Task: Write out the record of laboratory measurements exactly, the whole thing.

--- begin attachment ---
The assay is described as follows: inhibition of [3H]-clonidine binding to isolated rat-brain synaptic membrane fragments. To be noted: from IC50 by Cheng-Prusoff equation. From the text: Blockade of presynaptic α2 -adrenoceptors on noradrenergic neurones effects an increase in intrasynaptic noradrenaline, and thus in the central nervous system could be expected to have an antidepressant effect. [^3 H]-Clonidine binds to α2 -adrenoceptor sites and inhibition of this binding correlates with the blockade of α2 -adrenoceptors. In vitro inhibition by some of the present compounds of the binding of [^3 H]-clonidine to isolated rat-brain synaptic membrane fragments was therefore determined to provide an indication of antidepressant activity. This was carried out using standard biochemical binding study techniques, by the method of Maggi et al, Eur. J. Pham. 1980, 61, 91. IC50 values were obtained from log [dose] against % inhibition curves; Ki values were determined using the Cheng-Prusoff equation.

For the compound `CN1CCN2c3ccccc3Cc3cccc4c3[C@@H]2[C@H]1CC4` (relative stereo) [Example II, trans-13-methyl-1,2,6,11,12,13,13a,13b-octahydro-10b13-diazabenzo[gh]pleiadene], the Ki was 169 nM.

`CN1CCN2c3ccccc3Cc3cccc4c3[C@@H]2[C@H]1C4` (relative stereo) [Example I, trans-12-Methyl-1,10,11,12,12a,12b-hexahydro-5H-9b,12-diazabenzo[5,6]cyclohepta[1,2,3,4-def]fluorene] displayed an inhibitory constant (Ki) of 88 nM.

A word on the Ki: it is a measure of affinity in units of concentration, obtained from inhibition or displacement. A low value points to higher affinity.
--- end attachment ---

The assay is described as follows: inhibition of [3H]-clonidine binding to isolated rat-brain synaptic membrane fragments. To be noted: from IC50 by Cheng-Prusoff equation. From the text: Blockade of presynaptic α2 -adrenoceptors on noradrenergic neurones effects an increase in intrasynaptic noradrenaline, and thus in the central nervous system could be expected to have an antidepressant effect. [^3 H]-Clonidine binds to α2 -adrenoceptor sites and inhibition of this binding correlates with the blockade of α2 -adrenoceptors. In vitro inhibition by some of the present compounds of the binding of [^3 H]-clonidine to isolated rat-brain synaptic membrane fragments was therefore determined to provide an indication of antidepressant activity. This was carried out using standard biochemical binding study techniques, by the method of Maggi et al, Eur. J. Pham. 1980, 61, 91. IC50 values were obtained from log [dose] against % inhibition curves; Ki values were determined using the Cheng-Prusoff equation.

For the compound `CN1CCN2c3ccccc3Cc3cccc4c3[C@@H]2[C@H]1CC4` (relative stereo) [Example II, trans-13-methyl-1,2,6,11,12,13,13a,13b-octahydro-10b13-diazabenzo[gh]pleiadene], the Ki was 169 nM.

`CN1CCN2c3ccccc3Cc3cccc4c3[C@@H]2[C@H]1C4` (relative stereo) [Example I, trans-12-Methyl-1,10,11,12,12a,12b-hexahydro-5H-9b,12-diazabenzo[5,6]cyclohepta[1,2,3,4-def]fluorene] displayed an inhibitory constant (Ki) of 88 nM.

A word on the Ki: it is a measure of affinity in units of concentration, obtained from inhibition or displacement. A low value points to higher affinity.